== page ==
I find myself reflecting on mortality these days—wondering as we all do whether the elusive entity that we call “self” survives the death of the body. One of the most tantalizing suggestions I’ve heard comes from psychologist and neuroscientist Stephen Kosslyn. Back in 2005, he was asked this question:
His answer really intrigued me:
Your mind may arise not simply from your own brain, but in part from the brains of other people.
Kosslyn’s explanation is simple and utterly non-mystical. To sum it up crudely, your mind is not entirely self-contained within your skull. In order to perform certain complicated mental tasks, you must extend the limits of your physical brain with “prosthetic systems”—for example, an electronic calculator to multiply 756 by 312, which is rather difficult to do in your head.
As it happens, people perform this very same function for one another. Human beings set up what Kosslyn calls “Social Prosthetic Systems” (SPSs) in which people share their brainpower to solve countless challenges. A marriage might be the most sophisticated SPS of all—a relationship in which two people are constantly (and quite literally) sharing brains. As Kosslyn puts it,
parts of other people’s brains come to serve as extensions of your own brain. And if the mind is “what the brain does,” then your mind in fact arises from the activity of not only your own brain, but those of your SPSs.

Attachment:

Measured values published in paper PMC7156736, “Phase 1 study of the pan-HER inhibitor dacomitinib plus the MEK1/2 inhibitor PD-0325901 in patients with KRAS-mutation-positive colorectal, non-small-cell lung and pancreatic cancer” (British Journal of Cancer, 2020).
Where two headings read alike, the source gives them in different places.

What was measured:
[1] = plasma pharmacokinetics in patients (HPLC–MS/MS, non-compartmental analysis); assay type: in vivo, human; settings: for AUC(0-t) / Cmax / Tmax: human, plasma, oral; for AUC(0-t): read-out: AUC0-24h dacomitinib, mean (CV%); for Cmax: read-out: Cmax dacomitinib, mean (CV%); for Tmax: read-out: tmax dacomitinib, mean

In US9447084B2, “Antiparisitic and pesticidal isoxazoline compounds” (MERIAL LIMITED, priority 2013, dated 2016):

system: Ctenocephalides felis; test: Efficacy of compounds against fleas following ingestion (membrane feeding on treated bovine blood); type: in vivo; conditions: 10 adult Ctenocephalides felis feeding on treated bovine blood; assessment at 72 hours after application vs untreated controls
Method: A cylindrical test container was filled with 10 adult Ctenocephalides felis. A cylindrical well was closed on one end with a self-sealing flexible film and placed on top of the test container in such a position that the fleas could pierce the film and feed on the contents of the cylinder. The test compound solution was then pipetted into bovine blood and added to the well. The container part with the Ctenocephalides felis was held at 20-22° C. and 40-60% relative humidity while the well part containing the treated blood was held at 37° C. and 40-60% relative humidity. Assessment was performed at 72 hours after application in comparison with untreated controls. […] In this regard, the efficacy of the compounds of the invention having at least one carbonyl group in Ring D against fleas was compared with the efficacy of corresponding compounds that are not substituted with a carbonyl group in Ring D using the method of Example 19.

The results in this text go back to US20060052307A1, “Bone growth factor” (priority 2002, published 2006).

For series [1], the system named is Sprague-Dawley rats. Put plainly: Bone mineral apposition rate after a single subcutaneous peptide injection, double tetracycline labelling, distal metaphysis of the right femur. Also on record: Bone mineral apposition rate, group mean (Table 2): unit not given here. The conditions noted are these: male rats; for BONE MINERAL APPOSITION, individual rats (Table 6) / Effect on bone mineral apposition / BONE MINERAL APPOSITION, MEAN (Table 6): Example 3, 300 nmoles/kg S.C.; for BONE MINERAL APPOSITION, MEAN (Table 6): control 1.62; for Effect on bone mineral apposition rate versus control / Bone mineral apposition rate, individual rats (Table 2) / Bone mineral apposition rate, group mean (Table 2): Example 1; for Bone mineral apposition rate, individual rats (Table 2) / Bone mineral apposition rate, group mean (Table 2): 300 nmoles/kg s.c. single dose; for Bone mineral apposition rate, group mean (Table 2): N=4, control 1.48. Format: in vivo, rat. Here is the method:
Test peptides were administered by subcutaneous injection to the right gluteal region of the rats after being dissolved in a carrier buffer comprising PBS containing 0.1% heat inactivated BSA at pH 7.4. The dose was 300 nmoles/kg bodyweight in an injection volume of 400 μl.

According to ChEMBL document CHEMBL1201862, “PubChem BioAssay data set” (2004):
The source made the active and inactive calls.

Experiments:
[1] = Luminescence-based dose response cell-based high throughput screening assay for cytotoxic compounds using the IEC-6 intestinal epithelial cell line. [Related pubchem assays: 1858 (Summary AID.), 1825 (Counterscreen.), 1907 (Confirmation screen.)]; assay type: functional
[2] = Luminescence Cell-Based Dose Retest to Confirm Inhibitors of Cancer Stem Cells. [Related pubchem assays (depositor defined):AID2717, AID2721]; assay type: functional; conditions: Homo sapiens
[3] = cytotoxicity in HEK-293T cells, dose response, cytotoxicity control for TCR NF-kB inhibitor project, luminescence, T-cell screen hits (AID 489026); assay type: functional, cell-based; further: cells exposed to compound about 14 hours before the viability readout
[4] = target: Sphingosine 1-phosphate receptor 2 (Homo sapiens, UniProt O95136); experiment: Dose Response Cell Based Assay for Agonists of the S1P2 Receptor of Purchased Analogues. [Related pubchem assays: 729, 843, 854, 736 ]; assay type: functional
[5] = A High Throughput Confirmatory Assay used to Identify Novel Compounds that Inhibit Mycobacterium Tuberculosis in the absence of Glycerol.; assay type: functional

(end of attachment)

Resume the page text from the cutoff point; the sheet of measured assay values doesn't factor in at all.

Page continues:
Kosslyn isn’t blind to the enormous implications of this idea:
In fact, one could even argue that when your body dies, part of your mind may survive.
Cognitive scientist Douglas Hofstadter has expressed much the same notion:
You can imagine a soul as being a detailed, elaborate pattern that exists very clearly in one brain. When a person dies, the original is no longer around. But there are other versions of it in other people’s brains. It’s a less detailed copy, it’s coarse-grained.
This concept of life after death might strike you as painfully prosaic. It’s certainly a far cry from Wordsworth’s belief in a soul that not only survives the death of the body, but has existed always:
Our birth is but a sleep and a forgetting:
The Soul that rises with us, our life’s Star,
Hath had elsewhere its setting,
And cometh from afar:
Not in entire forgetfulness,
And not in utter nakedness,
But trailing clouds of glory do we come
From God, who is our home …
I’m open to such sentiments, which harmonize well with mainstream religious and mystical beliefs. But the simplicity and earthiness of Kosslyn’s idea holds a certain beauty for me. And I don’t seem to be alone in feeling this way.
After Hofstadter’s wife, Carol, died in 1993 at the age of 42, he experienced an epiphany while looking at her picture one day. In his book I Am A Strange Loop, Hofstadter describes how he was overcome with the realization that Carol’s soul and his own had fused “into one higher-level entity” shaped out of shared hopes and dreams for their children. Their hopes
were not separate or distinct hopes but were just one hope, one clear thing that defined us both, that wielded us into a unit, the kind of unit I had but dimly imagined before being married and having children. I realized that though Carol had died, that core piece of her had not died at all, but that it had lived on very determinedly in my brain.
That sounds to me like a kind of immortality well worth hoping for.